Developing nations need women’s empowerment
A simple truth has been denied across the globe for centuries — the importance of equality and most specifically, women’s empowerment. Developing nations need women’s empowerment because half measures of equality can’t guarantee complete progress.

Global Gender Inequality

Women make up half of the entire world population yet they also, sadly, represent 70 percent of the world’s poor. The world we live in, a world where women living in poverty face inequalities and injustices from birth until they die, has been built on unequal principals — a slow killing sequence of discrimination that any woman might suffer during her lifetime.

Women earn only 10 percent of the world’s income and half of what men regularly earn. This inequality is one of the main reasons women in developing nations live in poverty. In developing countries, women die each year as a result of gender-based violence. Gender discrimination creates blockades for women both physically and mentally, as they begin to believe they are worth less and thus cease believing they have a purpose in society other than to do what is told to them.

Women’s Empowerment in Developing Nations

Developing nations need women’s empowerment, especially for girls living in poverty, as it’s those closest to them who often work against their interests and create dysfunctional and harmful environments.

Can the world change? Yes, plain and simple. But only once women are no longer discriminated against for being the pillars of strength and growth that they are. The World Bank believes “putting resources into poor women’s hands while promoting gender equality in the household and in society results in large development payoffs.” It’s fundamental to nurture young girls and women in self-confidence; empower them — especially those living in poverty; to make informed choices about their lives; and to understand their importance in their communities.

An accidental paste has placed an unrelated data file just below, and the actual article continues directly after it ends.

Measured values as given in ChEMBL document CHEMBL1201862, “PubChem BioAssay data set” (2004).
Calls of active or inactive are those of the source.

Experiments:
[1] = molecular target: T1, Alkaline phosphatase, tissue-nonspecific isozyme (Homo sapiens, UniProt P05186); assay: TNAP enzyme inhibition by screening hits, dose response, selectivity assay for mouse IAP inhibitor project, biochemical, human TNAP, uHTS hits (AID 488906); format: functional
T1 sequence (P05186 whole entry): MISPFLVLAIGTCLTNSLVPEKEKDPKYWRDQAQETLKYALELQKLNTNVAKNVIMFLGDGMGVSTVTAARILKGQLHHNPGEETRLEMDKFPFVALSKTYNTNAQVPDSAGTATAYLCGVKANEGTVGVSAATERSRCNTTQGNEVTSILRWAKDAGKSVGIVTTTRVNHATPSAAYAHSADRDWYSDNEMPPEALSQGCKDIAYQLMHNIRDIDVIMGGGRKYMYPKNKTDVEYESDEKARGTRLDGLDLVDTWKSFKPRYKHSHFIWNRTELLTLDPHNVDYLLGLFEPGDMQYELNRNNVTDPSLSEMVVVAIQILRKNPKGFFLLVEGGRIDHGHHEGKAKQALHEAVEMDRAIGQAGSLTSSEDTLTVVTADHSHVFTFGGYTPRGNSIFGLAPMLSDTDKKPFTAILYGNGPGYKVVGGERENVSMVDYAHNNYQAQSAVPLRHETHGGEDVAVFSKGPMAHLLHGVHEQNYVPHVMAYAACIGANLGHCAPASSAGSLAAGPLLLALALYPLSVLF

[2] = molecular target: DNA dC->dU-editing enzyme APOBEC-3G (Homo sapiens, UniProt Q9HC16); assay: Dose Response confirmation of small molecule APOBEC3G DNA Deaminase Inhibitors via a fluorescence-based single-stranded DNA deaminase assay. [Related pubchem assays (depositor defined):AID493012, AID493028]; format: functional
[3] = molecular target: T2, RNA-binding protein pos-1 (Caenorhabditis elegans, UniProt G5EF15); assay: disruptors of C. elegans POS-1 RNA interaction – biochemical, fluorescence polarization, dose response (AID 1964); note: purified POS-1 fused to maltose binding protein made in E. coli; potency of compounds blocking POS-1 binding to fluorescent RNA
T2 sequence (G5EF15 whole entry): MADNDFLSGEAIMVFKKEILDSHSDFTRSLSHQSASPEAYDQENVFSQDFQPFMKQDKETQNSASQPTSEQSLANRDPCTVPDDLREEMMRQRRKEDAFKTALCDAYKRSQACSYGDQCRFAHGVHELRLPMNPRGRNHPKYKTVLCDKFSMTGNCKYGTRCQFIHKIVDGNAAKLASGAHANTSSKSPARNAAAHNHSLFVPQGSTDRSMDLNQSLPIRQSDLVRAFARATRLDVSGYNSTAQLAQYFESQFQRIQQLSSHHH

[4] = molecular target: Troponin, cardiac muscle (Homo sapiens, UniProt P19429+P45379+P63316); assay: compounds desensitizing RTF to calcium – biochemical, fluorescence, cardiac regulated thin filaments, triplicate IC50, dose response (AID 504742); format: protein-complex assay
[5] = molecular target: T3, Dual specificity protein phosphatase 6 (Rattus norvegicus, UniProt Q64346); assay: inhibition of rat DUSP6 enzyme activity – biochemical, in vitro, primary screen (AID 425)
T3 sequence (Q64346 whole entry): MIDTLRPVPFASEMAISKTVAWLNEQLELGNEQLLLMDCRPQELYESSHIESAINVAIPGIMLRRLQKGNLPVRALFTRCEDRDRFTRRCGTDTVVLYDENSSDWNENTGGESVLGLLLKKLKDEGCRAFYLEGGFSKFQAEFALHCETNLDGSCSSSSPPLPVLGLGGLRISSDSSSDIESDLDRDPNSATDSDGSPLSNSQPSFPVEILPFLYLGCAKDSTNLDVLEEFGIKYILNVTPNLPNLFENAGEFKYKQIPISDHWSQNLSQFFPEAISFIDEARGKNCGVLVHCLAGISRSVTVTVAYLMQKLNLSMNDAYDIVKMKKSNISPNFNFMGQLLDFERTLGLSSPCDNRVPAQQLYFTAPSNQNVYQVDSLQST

The empowerment of women and the improvement of their political, social, economic and health statuses is a highly important endeavor. In fact, it’s essential for sustainable development. In reproductive standards, both men and women are responsible for half of the creation of life, so it stands to reason that equality among all is essential to the continued growth and cultivation of life as a whole.

In most of the world, women receive less formal education than men, and women’s knowledge and abilities often go unrecognized. Relations that impede women’s attainment of healthy, fulfilled lives operate in multiple levels of society, from personal to highly public. True change requires policy and program actions that improve women’s access to secure livelihoods. Developing nations need women’s empowerment in order to overcome any “legal” impediments to their public life and raise social awareness through effective education and mass communication programs.

Bringing Equality

Here are key ways that countries, developed or undeveloped, help bring women’s empowerment:

  • Establishing mechanisms for women’s equal participation and equitable representation at all levels of the political process, society and community public life; enabling women to articulate their concerns and needs
  • Promoting the fulfillment of women’s potential through education, skill development and employment; giving paramount importance to the elimination of poverty, illiteracy and ill health among women
  • Eliminating all practices that discriminate against women; assisting women to establish and realize their rights, including those that relate to reproductive and sexual health
  • Adopting appropriate measures to improve women’s ability to earn income beyond traditional occupations, achieve economic self-reliance, and ensure women’s equal access to the labor market and social security systems
  • Eliminating violence against women